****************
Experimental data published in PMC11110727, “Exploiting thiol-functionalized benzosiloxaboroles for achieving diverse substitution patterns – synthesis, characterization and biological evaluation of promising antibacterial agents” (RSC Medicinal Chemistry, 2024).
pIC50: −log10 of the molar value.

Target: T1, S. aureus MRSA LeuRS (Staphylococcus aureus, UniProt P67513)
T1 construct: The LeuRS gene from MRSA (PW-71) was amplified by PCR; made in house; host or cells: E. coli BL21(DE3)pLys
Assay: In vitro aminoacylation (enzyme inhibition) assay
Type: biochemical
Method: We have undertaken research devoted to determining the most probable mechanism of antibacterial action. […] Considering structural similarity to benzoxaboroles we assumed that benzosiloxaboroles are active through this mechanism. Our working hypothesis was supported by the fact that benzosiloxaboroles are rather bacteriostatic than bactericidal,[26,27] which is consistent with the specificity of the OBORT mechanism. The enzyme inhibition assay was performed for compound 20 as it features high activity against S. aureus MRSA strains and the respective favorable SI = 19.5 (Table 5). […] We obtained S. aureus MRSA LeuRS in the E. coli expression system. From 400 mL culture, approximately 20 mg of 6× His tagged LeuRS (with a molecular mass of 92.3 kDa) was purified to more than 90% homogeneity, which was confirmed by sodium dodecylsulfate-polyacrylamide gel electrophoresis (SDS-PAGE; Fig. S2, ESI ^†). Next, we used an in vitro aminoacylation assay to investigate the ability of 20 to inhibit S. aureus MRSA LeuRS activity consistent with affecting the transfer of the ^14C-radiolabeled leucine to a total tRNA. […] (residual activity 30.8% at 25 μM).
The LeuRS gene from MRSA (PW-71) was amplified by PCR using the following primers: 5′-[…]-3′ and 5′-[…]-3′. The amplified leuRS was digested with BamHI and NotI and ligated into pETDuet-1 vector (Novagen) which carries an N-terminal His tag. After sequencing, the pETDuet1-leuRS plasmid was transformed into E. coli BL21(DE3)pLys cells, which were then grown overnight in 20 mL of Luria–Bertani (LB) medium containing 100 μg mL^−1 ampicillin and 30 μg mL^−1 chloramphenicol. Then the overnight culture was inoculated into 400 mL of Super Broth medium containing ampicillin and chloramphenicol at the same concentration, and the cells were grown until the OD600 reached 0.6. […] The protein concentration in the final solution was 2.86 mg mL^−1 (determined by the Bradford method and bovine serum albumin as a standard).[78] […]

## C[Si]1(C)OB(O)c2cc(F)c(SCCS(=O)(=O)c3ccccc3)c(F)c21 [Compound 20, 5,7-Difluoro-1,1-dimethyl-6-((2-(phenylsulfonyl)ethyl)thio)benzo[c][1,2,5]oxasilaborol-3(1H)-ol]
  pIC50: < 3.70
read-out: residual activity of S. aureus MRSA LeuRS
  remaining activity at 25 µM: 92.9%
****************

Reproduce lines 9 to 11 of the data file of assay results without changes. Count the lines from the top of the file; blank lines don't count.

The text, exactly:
## C[Si]1(C)OB(O)c2cc(F)c(SCCS(=O)(=O)c3ccccc3)c(F)c21 [Compound 20, 5,7-Difluoro-1,1-dimethyl-6-((2-(phenylsulfonyl)ethyl)thio)benzo[c][1,2,5]oxasilaborol-3(1H)-ol]
  pIC50: < 3.70
read-out: residual activity of S. aureus MRSA LeuRS